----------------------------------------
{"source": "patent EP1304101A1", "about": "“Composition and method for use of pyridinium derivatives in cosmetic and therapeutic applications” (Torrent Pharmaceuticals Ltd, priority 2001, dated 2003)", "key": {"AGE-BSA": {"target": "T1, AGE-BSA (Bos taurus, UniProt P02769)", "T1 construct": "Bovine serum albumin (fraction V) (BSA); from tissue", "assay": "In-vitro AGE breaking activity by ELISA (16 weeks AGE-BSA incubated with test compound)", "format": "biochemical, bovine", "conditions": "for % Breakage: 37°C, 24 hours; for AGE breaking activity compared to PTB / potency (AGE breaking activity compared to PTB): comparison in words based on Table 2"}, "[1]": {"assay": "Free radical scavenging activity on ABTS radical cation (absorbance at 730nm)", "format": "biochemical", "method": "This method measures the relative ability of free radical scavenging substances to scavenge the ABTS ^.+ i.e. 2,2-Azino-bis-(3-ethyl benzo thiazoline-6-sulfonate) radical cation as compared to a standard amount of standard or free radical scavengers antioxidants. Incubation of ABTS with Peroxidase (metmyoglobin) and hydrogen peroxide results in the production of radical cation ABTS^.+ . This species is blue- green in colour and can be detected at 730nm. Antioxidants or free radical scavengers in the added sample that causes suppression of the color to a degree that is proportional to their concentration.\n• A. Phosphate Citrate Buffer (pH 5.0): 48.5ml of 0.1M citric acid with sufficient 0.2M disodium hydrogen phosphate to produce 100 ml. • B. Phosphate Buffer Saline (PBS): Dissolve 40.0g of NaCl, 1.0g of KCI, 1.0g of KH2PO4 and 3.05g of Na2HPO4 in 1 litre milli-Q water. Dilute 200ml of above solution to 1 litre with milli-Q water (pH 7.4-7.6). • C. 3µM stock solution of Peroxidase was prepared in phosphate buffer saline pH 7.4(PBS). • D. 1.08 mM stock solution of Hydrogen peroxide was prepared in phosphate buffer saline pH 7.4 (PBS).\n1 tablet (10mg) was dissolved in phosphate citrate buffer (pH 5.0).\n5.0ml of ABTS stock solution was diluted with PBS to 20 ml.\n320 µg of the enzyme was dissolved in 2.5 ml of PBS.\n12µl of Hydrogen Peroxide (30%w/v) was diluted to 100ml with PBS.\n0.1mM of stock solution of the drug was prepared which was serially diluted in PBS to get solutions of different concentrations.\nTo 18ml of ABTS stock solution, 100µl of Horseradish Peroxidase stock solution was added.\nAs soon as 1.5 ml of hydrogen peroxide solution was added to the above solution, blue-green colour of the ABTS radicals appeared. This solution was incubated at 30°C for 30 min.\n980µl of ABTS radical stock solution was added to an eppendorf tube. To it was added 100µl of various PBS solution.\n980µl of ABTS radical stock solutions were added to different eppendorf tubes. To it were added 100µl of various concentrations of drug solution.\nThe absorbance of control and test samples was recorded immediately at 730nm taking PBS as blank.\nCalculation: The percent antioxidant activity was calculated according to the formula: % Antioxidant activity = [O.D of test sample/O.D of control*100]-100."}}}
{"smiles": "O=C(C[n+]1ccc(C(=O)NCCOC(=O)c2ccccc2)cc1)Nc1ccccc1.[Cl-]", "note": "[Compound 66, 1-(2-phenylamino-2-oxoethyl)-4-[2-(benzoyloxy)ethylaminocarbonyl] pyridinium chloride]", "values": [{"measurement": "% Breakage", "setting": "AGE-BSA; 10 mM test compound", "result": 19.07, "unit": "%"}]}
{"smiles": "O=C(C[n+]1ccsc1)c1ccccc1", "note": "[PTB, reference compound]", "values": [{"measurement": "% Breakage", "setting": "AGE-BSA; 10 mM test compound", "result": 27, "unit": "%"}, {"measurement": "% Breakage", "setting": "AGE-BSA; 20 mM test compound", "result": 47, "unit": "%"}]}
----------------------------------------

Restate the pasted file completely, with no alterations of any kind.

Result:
{"source": "patent EP1304101A1", "about": "“Composition and method for use of pyridinium derivatives in cosmetic and therapeutic applications” (Torrent Pharmaceuticals Ltd, priority 2001, dated 2003)", "key": {"AGE-BSA": {"target": "T1, AGE-BSA (Bos taurus, UniProt P02769)", "T1 construct": "Bovine serum albumin (fraction V) (BSA); from tissue", "assay": "In-vitro AGE breaking activity by ELISA (16 weeks AGE-BSA incubated with test compound)", "format": "biochemical, bovine", "conditions": "for % Breakage: 37°C, 24 hours; for AGE breaking activity compared to PTB / potency (AGE breaking activity compared to PTB): comparison in words based on Table 2"}, "[1]": {"assay": "Free radical scavenging activity on ABTS radical cation (absorbance at 730nm)", "format": "biochemical", "method": "This method measures the relative ability of free radical scavenging substances to scavenge the ABTS ^.+ i.e. 2,2-Azino-bis-(3-ethyl benzo thiazoline-6-sulfonate) radical cation as compared to a standard amount of standard or free radical scavengers antioxidants. Incubation of ABTS with Peroxidase (metmyoglobin) and hydrogen peroxide results in the production of radical cation ABTS^.+ . This species is blue- green in colour and can be detected at 730nm. Antioxidants or free radical scavengers in the added sample that causes suppression of the color to a degree that is proportional to their concentration.\n• A. Phosphate Citrate Buffer (pH 5.0): 48.5ml of 0.1M citric acid with sufficient 0.2M disodium hydrogen phosphate to produce 100 ml. • B. Phosphate Buffer Saline (PBS): Dissolve 40.0g of NaCl, 1.0g of KCI, 1.0g of KH2PO4 and 3.05g of Na2HPO4 in 1 litre milli-Q water. Dilute 200ml of above solution to 1 litre with milli-Q water (pH 7.4-7.6). • C. 3µM stock solution of Peroxidase was prepared in phosphate buffer saline pH 7.4(PBS). • D. 1.08 mM stock solution of Hydrogen peroxide was prepared in phosphate buffer saline pH 7.4 (PBS).\n1 tablet (10mg) was dissolved in phosphate citrate buffer (pH 5.0).\n5.0ml of ABTS stock solution was diluted with PBS to 20 ml.\n320 µg of the enzyme was dissolved in 2.5 ml of PBS.\n12µl of Hydrogen Peroxide (30%w/v) was diluted to 100ml with PBS.\n0.1mM of stock solution of the drug was prepared which was serially diluted in PBS to get solutions of different concentrations.\nTo 18ml of ABTS stock solution, 100µl of Horseradish Peroxidase stock solution was added.\nAs soon as 1.5 ml of hydrogen peroxide solution was added to the above solution, blue-green colour of the ABTS radicals appeared. This solution was incubated at 30°C for 30 min.\n980µl of ABTS radical stock solution was added to an eppendorf tube. To it was added 100µl of various PBS solution.\n980µl of ABTS radical stock solutions were added to different eppendorf tubes. To it were added 100µl of various concentrations of drug solution.\nThe absorbance of control and test samples was recorded immediately at 730nm taking PBS as blank.\nCalculation: The percent antioxidant activity was calculated according to the formula: % Antioxidant activity = [O.D of test sample/O.D of control*100]-100."}}}
{"smiles": "O=C(C[n+]1ccc(C(=O)NCCOC(=O)c2ccccc2)cc1)Nc1ccccc1.[Cl-]", "note": "[Compound 66, 1-(2-phenylamino-2-oxoethyl)-4-[2-(benzoyloxy)ethylaminocarbonyl] pyridinium chloride]", "values": [{"measurement": "% Breakage", "setting": "AGE-BSA; 10 mM test compound", "result": 19.07, "unit": "%"}]}
{"smiles": "O=C(C[n+]1ccsc1)c1ccccc1", "note": "[PTB, reference compound]", "values": [{"measurement": "% Breakage", "setting": "AGE-BSA; 10 mM test compound", "result": 27, "unit": "%"}, {"measurement": "% Breakage", "setting": "AGE-BSA; 20 mM test compound", "result": 47, "unit": "%"}]}